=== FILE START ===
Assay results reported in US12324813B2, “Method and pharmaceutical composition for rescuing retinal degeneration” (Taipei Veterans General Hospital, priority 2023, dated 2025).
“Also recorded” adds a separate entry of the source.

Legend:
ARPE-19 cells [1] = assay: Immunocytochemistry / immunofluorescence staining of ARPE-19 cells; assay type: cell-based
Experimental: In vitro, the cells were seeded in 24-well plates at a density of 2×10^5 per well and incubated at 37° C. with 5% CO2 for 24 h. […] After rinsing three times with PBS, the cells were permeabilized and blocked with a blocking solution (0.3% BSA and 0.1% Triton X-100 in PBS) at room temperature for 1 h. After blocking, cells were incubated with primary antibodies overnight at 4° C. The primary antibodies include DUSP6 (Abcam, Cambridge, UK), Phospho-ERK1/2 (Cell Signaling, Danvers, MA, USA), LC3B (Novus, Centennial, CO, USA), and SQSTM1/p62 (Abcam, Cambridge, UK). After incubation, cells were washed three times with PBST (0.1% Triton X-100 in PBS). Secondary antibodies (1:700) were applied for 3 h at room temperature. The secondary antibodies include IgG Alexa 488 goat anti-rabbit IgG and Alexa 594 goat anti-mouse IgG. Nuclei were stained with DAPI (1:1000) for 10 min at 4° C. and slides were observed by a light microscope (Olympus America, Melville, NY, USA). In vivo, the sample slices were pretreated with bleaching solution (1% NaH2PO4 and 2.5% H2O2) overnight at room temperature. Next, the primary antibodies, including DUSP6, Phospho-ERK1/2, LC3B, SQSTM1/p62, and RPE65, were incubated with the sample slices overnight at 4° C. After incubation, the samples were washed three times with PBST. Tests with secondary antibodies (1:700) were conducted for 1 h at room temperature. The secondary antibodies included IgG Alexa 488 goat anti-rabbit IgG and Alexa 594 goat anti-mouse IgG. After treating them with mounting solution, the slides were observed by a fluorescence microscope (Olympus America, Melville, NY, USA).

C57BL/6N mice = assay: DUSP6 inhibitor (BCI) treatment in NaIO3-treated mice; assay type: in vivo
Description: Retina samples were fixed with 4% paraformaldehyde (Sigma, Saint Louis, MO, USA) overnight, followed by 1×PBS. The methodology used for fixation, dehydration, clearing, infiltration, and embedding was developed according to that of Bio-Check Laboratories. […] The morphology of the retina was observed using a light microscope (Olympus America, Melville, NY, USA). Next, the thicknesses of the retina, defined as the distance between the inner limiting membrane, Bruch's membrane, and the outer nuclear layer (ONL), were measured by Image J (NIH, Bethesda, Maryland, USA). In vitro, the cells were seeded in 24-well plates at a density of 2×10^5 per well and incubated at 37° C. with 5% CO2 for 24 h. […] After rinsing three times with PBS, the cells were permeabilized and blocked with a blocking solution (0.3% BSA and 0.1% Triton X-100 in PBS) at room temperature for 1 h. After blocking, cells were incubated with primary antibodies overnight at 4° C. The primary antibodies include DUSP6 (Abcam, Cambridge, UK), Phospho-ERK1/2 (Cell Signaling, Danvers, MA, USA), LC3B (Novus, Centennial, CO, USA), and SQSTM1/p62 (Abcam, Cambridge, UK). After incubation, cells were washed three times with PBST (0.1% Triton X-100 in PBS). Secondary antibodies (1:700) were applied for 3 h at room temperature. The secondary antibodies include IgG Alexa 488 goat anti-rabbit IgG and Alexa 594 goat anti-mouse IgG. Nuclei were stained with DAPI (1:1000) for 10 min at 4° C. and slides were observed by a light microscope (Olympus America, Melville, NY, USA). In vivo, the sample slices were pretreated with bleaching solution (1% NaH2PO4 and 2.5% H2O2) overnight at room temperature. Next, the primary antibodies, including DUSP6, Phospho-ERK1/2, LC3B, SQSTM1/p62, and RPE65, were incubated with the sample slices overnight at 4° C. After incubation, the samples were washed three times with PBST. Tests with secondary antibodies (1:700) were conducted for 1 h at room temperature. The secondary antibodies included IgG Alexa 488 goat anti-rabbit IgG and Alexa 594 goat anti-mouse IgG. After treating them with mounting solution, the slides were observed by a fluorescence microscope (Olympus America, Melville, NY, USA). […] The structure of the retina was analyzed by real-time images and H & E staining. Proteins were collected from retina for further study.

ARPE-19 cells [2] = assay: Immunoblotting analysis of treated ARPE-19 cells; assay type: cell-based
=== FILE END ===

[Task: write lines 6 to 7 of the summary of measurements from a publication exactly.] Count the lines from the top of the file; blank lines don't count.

C57BL/6N mice = assay: DUSP6 inhibitor (BCI) treatment in NaIO3-treated mice; assay type: in vivo
Description: Retina samples were fixed with 4% paraformaldehyde (Sigma, Saint Louis, MO, USA) overnight, followed by 1×PBS. The methodology used for fixation, dehydration, clearing, infiltration, and embedding was developed according to that of Bio-Check Laboratories. […] The morphology of the retina was observed using a light microscope (Olympus America, Melville, NY, USA). Next, the thicknesses of the retina, defined as the distance between the inner limiting membrane, Bruch's membrane, and the outer nuclear layer (ONL), were measured by Image J (NIH, Bethesda, Maryland, USA). In vitro, the cells were seeded in 24-well plates at a density of 2×10^5 per well and incubated at 37° C. with 5% CO2 for 24 h. […] After rinsing three times with PBS, the cells were permeabilized and blocked with a blocking solution (0.3% BSA and 0.1% Triton X-100 in PBS) at room temperature for 1 h. After blocking, cells were incubated with primary antibodies overnight at 4° C. The primary antibodies include DUSP6 (Abcam, Cambridge, UK), Phospho-ERK1/2 (Cell Signaling, Danvers, MA, USA), LC3B (Novus, Centennial, CO, USA), and SQSTM1/p62 (Abcam, Cambridge, UK). After incubation, cells were washed three times with PBST (0.1% Triton X-100 in PBS). Secondary antibodies (1:700) were applied for 3 h at room temperature. The secondary antibodies include IgG Alexa 488 goat anti-rabbit IgG and Alexa 594 goat anti-mouse IgG. Nuclei were stained with DAPI (1:1000) for 10 min at 4° C. and slides were observed by a light microscope (Olympus America, Melville, NY, USA). In vivo, the sample slices were pretreated with bleaching solution (1% NaH2PO4 and 2.5% H2O2) overnight at room temperature. Next, the primary antibodies, including DUSP6, Phospho-ERK1/2, LC3B, SQSTM1/p62, and RPE65, were incubated with the sample slices overnight at 4° C. After incubation, the samples were washed three times with PBST. Tests with secondary antibodies (1:700) were conducted for 1 h at room temperature. The secondary antibodies included IgG Alexa 488 goat anti-rabbit IgG and Alexa 594 goat anti-mouse IgG. After treating them with mounting solution, the slides were observed by a fluorescence microscope (Olympus America, Melville, NY, USA). […] The structure of the retina was analyzed by real-time images and H & E staining. Proteins were collected from retina for further study.